Three Baby-Steps toward Agile Requirements Management
Three Baby-Steps toward Agile Requirements Management Kurt Solarte, Managing Consultant If you are beginning to consider a move to more agile methods, you may be looking for a set of‘best practices’ for agile requirements elicitation and agile requirements management. What you willlikely find is many prescriptive and detailed ‘best practices’ which I personally have found to besituational at best, and often just too much to consume for an organisation new to the concepts. What Ipropose to offer in this post is a few ‘baby steps’ that can help an organisation move toward an agileenvironment and prepare for some of the more prescriptive methods like SCRUM or eXtremeprogramming (XP). When making a move toward agile methods, there are three main recommendations that Ibelieve should be considered to prepare for a more agile requirements practice, and a team as a whole. 1. Collaboration ─ While this is obviously a good idea in all methods of requirements management and all stages of a project lifecycle, it is an essential element to agile methods and agile requirements management. 2. Embrace Change ─ this is almost a counter intuitive step for many business analysts. To be agile in requirements management, we must acknowledge change happens, embrace it, and make it part of our process. 3. Support of upper management ─ Becoming agile is an organisational change as much as a development practice, and without clear support from upper management this change will be difficult; if not impossible. Recommending good collaboration is a bit like recommending good work ethic; it seems as if itshould go without saying. However, for organisations used to a very siloed waterfall method, realcollaboration as a standard operating procedure may have fallen by the wayside. It can become easy in awaterfall method to simply over-document deliverables and blindly send them to the next team. In anagile method, an organisation will begin to keep ‘living documents’ that constantly change and grow ─this requires true collaboration and teaming. In order to properly include all members of the projectteam and stakeholders, an organisation must not only take on more inclusive methods, but musteducate all associated people on the use of the method, including management and stakeholders. Ifone expects individuals to be involved, the individuals must know how, why, and when they areexpected be involved. Simply said, to create an inclusive method, all individuals associated with theproject must feel and be encouraged to be involved. One simple step many larger organisations havefound useful is the adoption of stakeholders’ terminology. Often in agile methods we get very focusedon the new names, terms, and roles ─ all at the detriment to collaboration. Many stakeholders will feelmore comfortable with requirements, time periods, and project roles being expressed in their ownterminology. This should be seen by the project team as a minor secession for the sake of greatercollaboration.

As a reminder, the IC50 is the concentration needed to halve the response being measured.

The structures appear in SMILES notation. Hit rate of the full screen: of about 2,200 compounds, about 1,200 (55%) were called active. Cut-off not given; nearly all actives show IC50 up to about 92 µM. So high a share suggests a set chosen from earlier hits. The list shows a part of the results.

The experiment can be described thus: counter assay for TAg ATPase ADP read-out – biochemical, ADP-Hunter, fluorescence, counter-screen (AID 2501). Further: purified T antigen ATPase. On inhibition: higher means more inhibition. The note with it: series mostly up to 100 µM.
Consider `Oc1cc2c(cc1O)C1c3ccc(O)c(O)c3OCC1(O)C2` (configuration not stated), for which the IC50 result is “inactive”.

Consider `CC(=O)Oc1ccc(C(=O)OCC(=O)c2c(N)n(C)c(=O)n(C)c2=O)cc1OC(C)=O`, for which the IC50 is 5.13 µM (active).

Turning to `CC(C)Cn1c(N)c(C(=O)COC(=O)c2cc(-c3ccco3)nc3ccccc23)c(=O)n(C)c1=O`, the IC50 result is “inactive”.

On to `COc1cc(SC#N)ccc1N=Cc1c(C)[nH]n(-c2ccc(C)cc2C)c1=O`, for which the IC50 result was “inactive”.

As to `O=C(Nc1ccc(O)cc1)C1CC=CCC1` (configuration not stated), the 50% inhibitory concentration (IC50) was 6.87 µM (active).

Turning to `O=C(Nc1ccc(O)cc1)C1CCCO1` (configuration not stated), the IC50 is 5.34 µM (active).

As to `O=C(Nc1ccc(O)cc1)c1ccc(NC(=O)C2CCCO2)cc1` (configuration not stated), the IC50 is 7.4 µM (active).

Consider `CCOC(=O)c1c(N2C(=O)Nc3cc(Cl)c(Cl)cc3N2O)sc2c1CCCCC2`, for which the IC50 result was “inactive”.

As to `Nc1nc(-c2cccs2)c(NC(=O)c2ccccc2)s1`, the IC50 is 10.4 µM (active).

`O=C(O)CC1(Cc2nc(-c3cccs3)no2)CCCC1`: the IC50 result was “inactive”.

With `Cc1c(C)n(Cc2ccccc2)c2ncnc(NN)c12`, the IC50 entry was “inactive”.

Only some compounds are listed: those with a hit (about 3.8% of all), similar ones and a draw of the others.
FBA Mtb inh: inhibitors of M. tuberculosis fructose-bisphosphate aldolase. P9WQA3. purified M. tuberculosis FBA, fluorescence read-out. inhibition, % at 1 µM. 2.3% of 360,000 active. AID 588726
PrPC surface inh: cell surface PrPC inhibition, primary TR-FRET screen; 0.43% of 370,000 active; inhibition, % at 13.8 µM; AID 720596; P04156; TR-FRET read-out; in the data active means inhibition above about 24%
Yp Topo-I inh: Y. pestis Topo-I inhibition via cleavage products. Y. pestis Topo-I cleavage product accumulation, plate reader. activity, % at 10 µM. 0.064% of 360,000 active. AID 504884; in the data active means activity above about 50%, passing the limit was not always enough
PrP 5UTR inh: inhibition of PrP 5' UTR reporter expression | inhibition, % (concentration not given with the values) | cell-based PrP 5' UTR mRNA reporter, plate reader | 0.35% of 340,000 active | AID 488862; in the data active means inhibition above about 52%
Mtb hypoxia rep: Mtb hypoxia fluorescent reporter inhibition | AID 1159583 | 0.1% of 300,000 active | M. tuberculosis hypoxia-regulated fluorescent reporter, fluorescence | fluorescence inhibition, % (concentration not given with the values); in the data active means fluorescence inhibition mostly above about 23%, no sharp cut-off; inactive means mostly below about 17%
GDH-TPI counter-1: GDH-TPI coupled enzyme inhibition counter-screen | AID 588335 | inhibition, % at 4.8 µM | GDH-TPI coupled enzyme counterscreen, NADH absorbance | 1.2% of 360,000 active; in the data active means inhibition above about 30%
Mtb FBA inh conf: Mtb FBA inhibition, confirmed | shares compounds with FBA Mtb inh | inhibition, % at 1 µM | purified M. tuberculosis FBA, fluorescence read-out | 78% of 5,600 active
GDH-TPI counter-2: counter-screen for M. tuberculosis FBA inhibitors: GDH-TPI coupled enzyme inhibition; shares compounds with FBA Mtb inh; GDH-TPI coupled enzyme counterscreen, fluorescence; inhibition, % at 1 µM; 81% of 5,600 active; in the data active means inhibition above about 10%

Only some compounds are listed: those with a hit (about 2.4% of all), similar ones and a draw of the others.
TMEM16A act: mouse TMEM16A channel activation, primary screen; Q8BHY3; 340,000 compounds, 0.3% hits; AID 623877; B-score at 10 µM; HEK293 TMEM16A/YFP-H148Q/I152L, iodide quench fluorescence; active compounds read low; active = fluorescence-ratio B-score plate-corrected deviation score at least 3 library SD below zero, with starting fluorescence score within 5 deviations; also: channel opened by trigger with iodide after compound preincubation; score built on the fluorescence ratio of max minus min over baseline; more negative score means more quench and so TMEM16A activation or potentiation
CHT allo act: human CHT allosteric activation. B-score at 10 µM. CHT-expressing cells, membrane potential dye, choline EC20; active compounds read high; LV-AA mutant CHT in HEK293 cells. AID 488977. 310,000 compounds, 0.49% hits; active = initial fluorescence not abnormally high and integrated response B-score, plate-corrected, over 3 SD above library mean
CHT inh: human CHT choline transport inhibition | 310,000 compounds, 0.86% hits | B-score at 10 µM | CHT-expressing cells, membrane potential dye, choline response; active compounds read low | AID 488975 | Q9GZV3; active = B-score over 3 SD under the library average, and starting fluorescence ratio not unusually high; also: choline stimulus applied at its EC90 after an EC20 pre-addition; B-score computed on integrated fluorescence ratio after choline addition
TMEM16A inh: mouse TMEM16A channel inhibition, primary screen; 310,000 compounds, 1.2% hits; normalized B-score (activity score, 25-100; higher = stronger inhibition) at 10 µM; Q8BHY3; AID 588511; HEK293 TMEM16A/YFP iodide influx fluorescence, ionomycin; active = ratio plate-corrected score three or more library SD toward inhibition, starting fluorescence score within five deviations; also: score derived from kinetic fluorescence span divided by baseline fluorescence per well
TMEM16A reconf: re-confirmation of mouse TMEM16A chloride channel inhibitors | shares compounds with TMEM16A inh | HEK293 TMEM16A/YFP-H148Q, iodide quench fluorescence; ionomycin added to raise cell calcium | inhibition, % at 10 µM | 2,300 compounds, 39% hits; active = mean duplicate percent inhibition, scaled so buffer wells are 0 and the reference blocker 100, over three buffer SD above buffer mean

Embrace Change. To many Business Analysts and Project Managers, this will seem counter-intuitive. As professional BAs and PMs we have been taught to identify all requirements and lock downthe scope. However, we all know change does happen, and what often defines the success of a projectis how we deal with that change. While traditionally an organisation would manage this change withsome sort of project or scope change management process; which gives a structure to alteringrequirements which are typically fully elicited. In agile methods, organisations acknowledge that changeis constant in technology projects, and move to embrace that change. To make steps toward agility, anorganisation may need to change their requirements elicitation methods. The elicitation can begin withvery broad requirements that outline a general scope, do some high level requirements modelling,prioritise what has been captured, and prepare the team to change as needed. Once the broadrequirements are documented and ranked, the team can then begin to add further detail torequirements in an ordered fashion. This means the stakeholders will give detail as it is needed, and theteam will change documentation as details emerge. The stakeholders know their priorities andrequirements will change, and the project team knows the project documentation is ‘alive’ and changingas the project moves on, and as the need for detail requires. While the above detailed steps are important ways to ease into agile, arguably the mostnecessary step is getting upper management support. The management lines for both the project teamsand the stakeholders must understand the use of agile methods is an organisational change, and not justa development method. These management lines must fully comprehend the concepts behindembracing change, increasing collaboration, and the notion of practicing constant requirementsprioritisation. As with many successful organisational changes, the use of ‘on the ground’ champions ofthe new process are important, but a clear message of support by company leadership is imperative. Aproject kick-off that includes an executive saying a few words of support for the new methods andmentioning that management is watching for this to be a successful implementation, will go a long wayto drowning out the voices of the detractors. As an organisation strives to become agile, it is important to remember to be agile in theimplementation of agile. Meaning, only take on as much agile process and change as your organisationcan handle in each ‘sprint’, or short change window; and only keep the agile processes needed toimprove implementation of technology projects. Organisations can often lose focus of their underlyingpurpose for adopting agile methods, and begin to focus on ‘becoming agile’. There is not a prize orreward that comes with completely adopting any particular agile method, so look to embrace the partsof agile methods you need to find your success, and question anything else ─ because that is trulybecoming agile.